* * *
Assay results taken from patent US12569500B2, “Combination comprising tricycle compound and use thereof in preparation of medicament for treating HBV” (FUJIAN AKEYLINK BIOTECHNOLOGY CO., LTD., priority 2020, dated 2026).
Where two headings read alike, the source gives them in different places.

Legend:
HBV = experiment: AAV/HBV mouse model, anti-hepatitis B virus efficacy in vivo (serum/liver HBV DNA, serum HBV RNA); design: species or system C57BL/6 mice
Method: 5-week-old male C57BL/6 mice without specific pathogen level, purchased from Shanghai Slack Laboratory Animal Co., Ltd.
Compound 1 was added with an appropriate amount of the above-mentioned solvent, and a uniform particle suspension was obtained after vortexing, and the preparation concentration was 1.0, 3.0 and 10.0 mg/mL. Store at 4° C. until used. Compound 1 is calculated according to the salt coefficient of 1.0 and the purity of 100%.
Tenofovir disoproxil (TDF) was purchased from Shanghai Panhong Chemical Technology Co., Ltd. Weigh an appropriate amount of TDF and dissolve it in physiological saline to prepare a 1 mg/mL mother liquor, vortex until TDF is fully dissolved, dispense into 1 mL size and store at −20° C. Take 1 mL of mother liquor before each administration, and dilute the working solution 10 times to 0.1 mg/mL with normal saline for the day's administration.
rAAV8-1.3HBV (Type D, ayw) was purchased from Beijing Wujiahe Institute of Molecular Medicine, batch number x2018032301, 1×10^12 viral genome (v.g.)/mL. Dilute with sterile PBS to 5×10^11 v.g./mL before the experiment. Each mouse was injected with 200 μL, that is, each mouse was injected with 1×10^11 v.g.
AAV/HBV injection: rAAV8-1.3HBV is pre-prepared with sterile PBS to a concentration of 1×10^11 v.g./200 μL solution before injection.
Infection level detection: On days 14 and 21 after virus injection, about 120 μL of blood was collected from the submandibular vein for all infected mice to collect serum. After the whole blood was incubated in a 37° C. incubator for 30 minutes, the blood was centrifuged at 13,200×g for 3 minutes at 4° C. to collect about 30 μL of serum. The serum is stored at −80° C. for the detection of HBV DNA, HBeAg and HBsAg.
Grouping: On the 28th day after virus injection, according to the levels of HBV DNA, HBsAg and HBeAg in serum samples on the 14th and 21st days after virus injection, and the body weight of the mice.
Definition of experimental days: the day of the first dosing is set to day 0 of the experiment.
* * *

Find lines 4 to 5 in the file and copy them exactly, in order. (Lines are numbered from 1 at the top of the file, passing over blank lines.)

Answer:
HBV = experiment: AAV/HBV mouse model, anti-hepatitis B virus efficacy in vivo (serum/liver HBV DNA, serum HBV RNA); design: species or system C57BL/6 mice
Method: 5-week-old male C57BL/6 mice without specific pathogen level, purchased from Shanghai Slack Laboratory Animal Co., Ltd.